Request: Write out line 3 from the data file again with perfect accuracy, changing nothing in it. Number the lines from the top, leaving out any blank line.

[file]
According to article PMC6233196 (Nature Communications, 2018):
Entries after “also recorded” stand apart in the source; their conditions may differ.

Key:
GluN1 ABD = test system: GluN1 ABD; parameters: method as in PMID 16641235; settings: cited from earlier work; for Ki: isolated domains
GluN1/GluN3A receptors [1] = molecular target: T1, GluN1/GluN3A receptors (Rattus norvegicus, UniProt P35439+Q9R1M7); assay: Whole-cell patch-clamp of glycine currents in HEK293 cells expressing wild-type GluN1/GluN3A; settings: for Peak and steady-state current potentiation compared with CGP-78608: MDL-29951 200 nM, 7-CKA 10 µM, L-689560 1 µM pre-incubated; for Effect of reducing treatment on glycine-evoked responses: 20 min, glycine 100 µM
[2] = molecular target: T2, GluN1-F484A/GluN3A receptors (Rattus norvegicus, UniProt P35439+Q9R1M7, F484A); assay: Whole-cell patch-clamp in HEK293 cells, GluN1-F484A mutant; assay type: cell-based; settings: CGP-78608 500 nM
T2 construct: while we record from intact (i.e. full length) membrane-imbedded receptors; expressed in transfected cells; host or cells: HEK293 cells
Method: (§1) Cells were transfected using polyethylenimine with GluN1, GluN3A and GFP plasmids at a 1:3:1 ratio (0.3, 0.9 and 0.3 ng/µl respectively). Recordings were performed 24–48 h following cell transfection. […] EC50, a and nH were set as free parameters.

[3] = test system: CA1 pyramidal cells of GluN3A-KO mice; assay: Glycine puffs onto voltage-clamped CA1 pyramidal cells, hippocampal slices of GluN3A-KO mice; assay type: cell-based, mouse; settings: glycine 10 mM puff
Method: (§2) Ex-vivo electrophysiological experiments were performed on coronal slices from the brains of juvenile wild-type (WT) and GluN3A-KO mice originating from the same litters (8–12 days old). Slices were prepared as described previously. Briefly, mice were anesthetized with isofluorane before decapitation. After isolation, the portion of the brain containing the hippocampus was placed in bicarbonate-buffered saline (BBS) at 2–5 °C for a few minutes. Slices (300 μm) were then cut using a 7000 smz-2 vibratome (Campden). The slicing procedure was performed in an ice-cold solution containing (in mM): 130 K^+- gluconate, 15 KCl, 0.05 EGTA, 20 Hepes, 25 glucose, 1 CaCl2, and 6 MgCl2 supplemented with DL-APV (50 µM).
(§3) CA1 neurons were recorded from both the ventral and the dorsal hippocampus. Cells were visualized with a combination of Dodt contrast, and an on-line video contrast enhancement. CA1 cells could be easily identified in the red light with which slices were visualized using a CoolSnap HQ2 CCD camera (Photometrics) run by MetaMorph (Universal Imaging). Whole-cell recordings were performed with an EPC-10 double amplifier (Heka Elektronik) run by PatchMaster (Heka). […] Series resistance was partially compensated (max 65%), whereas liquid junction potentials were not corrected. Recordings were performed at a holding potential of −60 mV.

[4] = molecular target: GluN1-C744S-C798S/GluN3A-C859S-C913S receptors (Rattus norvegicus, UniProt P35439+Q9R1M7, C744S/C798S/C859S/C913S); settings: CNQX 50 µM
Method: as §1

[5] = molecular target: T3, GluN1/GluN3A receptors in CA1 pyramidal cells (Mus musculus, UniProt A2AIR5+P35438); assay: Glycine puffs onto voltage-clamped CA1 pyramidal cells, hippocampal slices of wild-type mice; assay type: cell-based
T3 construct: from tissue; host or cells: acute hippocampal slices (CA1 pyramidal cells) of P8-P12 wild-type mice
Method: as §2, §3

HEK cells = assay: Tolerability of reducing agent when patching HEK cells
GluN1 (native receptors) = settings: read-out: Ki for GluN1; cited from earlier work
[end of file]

Key: